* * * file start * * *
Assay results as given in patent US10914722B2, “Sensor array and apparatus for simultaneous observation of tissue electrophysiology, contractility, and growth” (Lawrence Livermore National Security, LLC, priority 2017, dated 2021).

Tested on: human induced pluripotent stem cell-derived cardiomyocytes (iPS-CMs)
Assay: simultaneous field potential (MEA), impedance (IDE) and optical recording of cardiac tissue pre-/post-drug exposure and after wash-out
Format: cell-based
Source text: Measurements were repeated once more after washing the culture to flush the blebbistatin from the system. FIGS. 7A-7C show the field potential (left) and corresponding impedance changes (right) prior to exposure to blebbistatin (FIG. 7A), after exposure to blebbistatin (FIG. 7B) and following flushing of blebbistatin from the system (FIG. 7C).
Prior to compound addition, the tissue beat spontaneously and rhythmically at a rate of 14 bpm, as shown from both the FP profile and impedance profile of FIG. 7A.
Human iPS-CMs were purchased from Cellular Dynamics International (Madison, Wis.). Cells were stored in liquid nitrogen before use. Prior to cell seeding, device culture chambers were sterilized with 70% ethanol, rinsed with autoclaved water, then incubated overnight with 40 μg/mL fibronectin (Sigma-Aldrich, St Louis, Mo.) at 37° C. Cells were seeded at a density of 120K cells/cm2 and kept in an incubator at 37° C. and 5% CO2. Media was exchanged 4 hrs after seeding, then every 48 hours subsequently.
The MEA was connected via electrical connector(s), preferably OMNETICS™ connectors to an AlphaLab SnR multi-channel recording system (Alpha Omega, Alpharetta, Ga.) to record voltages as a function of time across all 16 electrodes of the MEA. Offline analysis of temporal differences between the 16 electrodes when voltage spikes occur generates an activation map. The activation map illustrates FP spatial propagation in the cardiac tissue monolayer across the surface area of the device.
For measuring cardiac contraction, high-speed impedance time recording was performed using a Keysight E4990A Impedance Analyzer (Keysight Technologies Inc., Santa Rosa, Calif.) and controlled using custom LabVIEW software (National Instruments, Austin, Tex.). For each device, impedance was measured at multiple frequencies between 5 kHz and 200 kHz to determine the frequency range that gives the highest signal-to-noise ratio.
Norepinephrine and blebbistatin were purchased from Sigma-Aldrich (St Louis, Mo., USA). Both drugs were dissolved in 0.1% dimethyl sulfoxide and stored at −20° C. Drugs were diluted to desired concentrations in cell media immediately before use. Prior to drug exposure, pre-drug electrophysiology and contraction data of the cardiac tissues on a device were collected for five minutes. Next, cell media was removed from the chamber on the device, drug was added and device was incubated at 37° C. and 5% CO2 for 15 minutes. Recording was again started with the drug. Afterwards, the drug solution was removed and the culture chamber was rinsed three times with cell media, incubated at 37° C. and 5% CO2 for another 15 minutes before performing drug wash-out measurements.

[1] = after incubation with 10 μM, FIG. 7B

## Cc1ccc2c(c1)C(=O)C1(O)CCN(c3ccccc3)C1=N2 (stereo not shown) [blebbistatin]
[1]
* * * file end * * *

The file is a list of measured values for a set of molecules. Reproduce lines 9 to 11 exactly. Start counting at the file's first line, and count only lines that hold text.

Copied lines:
For measuring cardiac contraction, high-speed impedance time recording was performed using a Keysight E4990A Impedance Analyzer (Keysight Technologies Inc., Santa Rosa, Calif.) and controlled using custom LabVIEW software (National Instruments, Austin, Tex.). For each device, impedance was measured at multiple frequencies between 5 kHz and 200 kHz to determine the frequency range that gives the highest signal-to-noise ratio.
Norepinephrine and blebbistatin were purchased from Sigma-Aldrich (St Louis, Mo., USA). Both drugs were dissolved in 0.1% dimethyl sulfoxide and stored at −20° C. Drugs were diluted to desired concentrations in cell media immediately before use. Prior to drug exposure, pre-drug electrophysiology and contraction data of the cardiac tissues on a device were collected for five minutes. Next, cell media was removed from the chamber on the device, drug was added and device was incubated at 37° C. and 5% CO2 for 15 minutes. Recording was again started with the drug. Afterwards, the drug solution was removed and the culture chamber was rinsed three times with cell media, incubated at 37° C. and 5% CO2 for another 15 minutes before performing drug wash-out measurements.

[1] = after incubation with 10 μM, FIG. 7B